A Solid Foods Feeding Schedule: Types and Amounts of Solid Foods By Age

A Solid Foods Feeding Schedule:  Types and Amounts of Solid Foods By Age
When it comes to starting your baby on solids, the list of “dos” and “don’ts” seems long, doesn’t it?  Enter a simple question like, “How much should I feed my baby at each meal?” or “When should I start feeding my baby dairy?” into a search engine, and you’ll find pages and pages of answers. (Many of which contradict each other!) We know that when it comes to baby schedules, parents like to have the basics presented to them in a clear, easy-to-understand way.  We’ve attempted to do just that in this article. Below, you’ll find two simple charts. The first chart outlines the types of solid foods you can feed your baby, by age. Second, you’ll find information regarding amounts and serving sizes, again, organized by age. Use both as a guide as you shop for and prepare your baby’s foods.

Remember, these charts are a general guide — they’re not set in stone!  If your baby eats more servings of vegetables in a day than we’ve recommended here, good for him!  We’ve simply grouped the foods based on their digestibility, texture, and allergy risk.  What’s more, the serving sizes we recommend are general ranges, but all babies are unique.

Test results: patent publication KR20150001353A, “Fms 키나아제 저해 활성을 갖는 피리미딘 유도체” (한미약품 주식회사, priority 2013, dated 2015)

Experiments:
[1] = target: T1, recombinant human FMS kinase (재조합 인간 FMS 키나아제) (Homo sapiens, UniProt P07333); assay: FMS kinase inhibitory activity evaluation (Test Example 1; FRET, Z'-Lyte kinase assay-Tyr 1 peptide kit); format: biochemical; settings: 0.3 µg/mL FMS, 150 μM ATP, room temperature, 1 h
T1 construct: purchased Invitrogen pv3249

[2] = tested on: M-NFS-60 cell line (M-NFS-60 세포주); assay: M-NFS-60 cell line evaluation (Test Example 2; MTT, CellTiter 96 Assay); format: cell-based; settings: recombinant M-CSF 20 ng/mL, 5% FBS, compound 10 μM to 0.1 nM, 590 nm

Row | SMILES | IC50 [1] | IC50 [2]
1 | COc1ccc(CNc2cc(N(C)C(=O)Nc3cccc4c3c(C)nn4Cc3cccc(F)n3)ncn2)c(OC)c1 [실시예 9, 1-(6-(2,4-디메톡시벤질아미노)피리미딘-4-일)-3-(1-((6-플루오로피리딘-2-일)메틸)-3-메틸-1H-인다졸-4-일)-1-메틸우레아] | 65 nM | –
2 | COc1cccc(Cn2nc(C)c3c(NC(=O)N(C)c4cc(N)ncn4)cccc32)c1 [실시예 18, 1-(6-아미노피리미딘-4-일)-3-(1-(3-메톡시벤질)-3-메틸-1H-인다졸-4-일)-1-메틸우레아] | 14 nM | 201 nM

You’ll also notice that this chart shows solid food beginning between 4-6 months. Based on the most recent health information, we recommend waiting until closer to 6+ months to start solids. In certain cases, your baby’s doctor may want you to start solids earlier than 6 months, so we include that here too.

As you look over the recommended amounts of solid food, keep one thing in mind: you should always prioritize your baby’s breastmilk or formula intake over your baby’s solid food intake. In other words, if your baby isn’t drinking the recommended amounts of breastmilk or formula, but is eating plenty of solid food, be sure to decrease their solid food intake and really focus on making sure they’re drinking the recommended amounts of breastmilk or formula.

Finally, keep in mind that the information offered here should never replace the advice or guidance of your baby’s doctor.

TYPES OF SOLID FOODS BY AGE

Age Grains Fruits Vegetables Meat and Dairy Feeding Tip
Birth-4 Months None None None None At this age, breastmilk or formula is all a baby needs to be properly nourished.
4-6 Months Baby cereal (traditionally a baby’s very first food) Apple, Avocado, Banana, Pear Green Beans, Sweet Potato, Squash None Not sure if your baby’s ready for solids? Review the tips for when to start.
7-8 Months Same as above. Same as above, plus cherries, mango, papaya, nectarines and peaches, and plums. Same as above, plus carrots, cauliflower, peas, potatoes, pumpkin, and zucchini. Poultry (chicken and turkey), beans, and legumes.  Doctors used to recommend waiting to offer egg whites until after 12 months; that recommendation has changed. Now, egg yolks and whites can be introduced around 8 months. In the beginning, it’s best to offer baby single-ingredient meals. Around 8 months, however, you can start mixing foods for more interesting tastes.